The first episode didn't show that much promise to me, though I am a big fan of Penn Jillette. But the second episode, where the guy ran the list and won $500,000 was really exciting as was tonight's episode, where the woman stopped at $250,000 and then found out she was wrong about who she thought was a "Kidney Donor" and who she thought was a "CSI Investigator." My wife and I are having a blast watching this one so far!
I live in the foothills of the San Gabriel Mountains in southern California in the city of La Verne. When I look out my upstairs back window I see a cul-de-sac not too far from my home and I have a really good view of my neighbor Mark's house. Mark has an electric flagpole in the center of his roof. He never raises a flag that I can remember, but during December he does raise the pole, with a ring of lights attached. What makes Mark's house unusual is the tree of lights he has situated atop it during the holiday season.
Mark's tree is beginning to be a tradition in our neighborhood, but his close neighbors are not the only ones who get to enjoy it. You can see it for miles around. If you happen to be in the area, on the 210 Freeway heading East, if you look up to the hills at night, just a few miles past the 57 Freeway, somewhere around the Foothill Blvd. exit, you will see his tree. Likewise if you are heading West on the 210 you can see it just a few miles east of the 57 interchange, certainly by the time you hit the Fruit Street exit.
This year's tree has a decidedly blue cast to it. Mark ordered these huge LED lights over the Internet for a small fortune and though there are just as many white, red, green and yellow lights as there are blue, the blue is so vibrant that it dominate the color palate.
Wednesday, December 20, 2006
I don't recall drawing many pictures of Spider-Man; too much detail in the webbing. Who has time for all that? I guess I did back in my high school days. This one is strange in that the anatomy is really odd, not like me at all (note how I cleverly skipped drawing the hands completely!). It does have a kind of Ditko look to it, but I have no idea where this came from or why I drew it, though it must have been my idea of a Spider-Man poster.
Of course, it has to have a big foot in it!
Tuesday, December 19, 2006
The main high shelf/hanger in our master closet come completely off the wall, ripping large holes where the screws and nails were pried through. We had a couple of "closet companies" in for estimates but went with a cabinet maker who built to fit and customized as we requested. The result is a much nicer, much more expensive master closet. The cedar backing does make it smell nice in there now!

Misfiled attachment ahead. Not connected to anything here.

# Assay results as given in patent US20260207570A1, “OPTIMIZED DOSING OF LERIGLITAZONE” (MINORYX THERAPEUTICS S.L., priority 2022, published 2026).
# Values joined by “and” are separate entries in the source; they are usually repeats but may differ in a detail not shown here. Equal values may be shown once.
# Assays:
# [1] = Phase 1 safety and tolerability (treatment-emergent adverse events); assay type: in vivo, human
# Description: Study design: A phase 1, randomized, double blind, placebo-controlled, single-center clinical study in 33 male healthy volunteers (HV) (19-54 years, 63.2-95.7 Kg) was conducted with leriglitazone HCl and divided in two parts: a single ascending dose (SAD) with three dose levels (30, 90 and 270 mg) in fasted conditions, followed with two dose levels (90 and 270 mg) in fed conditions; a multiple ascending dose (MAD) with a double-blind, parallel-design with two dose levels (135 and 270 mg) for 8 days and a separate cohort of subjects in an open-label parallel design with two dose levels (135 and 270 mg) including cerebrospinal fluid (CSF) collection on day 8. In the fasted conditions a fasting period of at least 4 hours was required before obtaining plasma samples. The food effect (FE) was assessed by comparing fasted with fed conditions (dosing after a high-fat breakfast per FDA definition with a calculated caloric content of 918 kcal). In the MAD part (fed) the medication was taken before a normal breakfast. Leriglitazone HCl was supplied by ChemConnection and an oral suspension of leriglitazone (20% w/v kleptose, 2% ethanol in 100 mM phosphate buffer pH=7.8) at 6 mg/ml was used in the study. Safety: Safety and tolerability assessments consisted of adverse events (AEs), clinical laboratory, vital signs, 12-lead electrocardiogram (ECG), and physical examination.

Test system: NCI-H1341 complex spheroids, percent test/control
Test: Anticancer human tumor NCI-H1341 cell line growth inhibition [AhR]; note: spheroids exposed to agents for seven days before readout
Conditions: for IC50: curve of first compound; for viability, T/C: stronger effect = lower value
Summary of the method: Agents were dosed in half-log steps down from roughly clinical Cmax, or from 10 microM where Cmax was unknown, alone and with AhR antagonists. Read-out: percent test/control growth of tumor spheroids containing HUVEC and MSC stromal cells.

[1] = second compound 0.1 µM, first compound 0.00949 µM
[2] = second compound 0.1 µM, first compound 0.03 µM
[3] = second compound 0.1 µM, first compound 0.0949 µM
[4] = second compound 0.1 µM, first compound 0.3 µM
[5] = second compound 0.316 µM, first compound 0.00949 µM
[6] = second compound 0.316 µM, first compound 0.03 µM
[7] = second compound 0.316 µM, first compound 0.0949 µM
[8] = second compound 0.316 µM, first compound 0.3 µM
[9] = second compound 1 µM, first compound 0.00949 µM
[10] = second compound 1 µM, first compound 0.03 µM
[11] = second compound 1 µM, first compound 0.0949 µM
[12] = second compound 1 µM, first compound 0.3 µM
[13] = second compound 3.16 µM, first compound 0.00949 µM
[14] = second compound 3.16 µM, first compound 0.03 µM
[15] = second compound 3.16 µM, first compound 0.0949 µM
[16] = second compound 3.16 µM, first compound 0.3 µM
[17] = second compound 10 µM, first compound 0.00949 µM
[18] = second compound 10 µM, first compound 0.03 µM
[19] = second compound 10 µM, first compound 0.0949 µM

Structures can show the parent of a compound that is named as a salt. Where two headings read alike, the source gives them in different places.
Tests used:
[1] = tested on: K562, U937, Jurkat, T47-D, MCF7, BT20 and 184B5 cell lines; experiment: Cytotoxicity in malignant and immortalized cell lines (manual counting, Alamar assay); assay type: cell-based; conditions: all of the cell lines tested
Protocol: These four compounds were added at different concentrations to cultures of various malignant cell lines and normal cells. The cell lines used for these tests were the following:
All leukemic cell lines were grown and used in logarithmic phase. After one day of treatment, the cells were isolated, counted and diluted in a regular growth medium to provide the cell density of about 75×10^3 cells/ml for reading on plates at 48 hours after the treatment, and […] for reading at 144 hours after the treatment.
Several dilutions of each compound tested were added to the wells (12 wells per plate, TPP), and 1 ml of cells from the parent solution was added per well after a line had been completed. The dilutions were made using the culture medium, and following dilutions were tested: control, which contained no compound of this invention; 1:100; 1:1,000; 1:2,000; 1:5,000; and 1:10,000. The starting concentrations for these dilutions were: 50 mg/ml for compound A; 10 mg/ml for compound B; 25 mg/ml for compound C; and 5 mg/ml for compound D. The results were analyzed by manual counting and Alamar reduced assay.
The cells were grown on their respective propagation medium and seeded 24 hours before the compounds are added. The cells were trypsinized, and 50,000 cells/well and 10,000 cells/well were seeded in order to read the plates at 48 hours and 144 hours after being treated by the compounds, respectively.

The dishwasher die on us, as I have mentioned before. The repairman said the motor was dead and for the price of getting it repaired we could have a new dishwasher. The result was a new dishwasher, which we like very much, thank you.
A number of faucets were having a number of problems. We got a plumber in and he fixed what he could. We special ordered faucets from Lowes, but they didn't come in on time and when they finally did come in, they were someone else's order. We canceled with them and went to a local store that does faucets, sinks, tubs and toilets only. We special ordered from them as well and our Danish faucets came in last week. They are very modern looking and makes us want to redo all the bathrooms. Maybe some other day.
We had people out give estimates for trimming our trees. One of the companies actually noticed that the birch tree near the front window of our house was cracking the perimeter walls of our lot, so we had the tree removed along with the vines that have been growing on our house for nine years now. They took out the birch, leaving only a stump.
Once the vines were removed from the house, we needed to get it painted. We had a number of painters come in and give estimates. Some plain scared us with how inexpensively they said they would paint the house. We ended up going with the most expensive, because he was the only one to show up at the house with paint all over him and the only one who seemed to know what he was talking about and the only one who could not paint the house immediately. The painting was scheduled to begin yesterday, but...
Last week our neighbor complained that our sprinklers were going haywire on the side of the house as we were sometimes flooding his yard with our water. We had the gardeners look at the sprinklers, but that was not the problem. The problem was the drain that runs along the side of our house was plugged somewhere. We called the plumbers back and they tried to snake the drain from both ends to no avail. They said it was blocked completely near the birch stump.
Today we had an arborist remove the stump and tomorrow the plumbers come back to dig out the pipe and hopefully repair it. With all this going on, digging, drains backing up, etc., we couldn't schedule a painter until this is handled. So, last week we called and postponed the painting. The painter is in such demand that he does not have another opening until February.
We still have electrical issues that need to be handled inside and out and the cleaning woman mentioned today that there is a leak so some sort in the laundry room.
Our house: ten years old, going on 100.
Friday, December 15, 2006
The last American lunar astronauts leave the Moon. Look at our little friend, the Lunar Module, go! A plaque on the base of the LM reads...
Here Man completed his first explorations of the moon. December 1972 AD. May the spirit of peace in which we came be reflected in the lives of all mankind.
The next crewed NASA mission to land on the Moon is very tentatively scheduled to occur in 2019 with the Orion 13 mission.
Thursday, December 14, 2006
Tuesday, December 12, 2006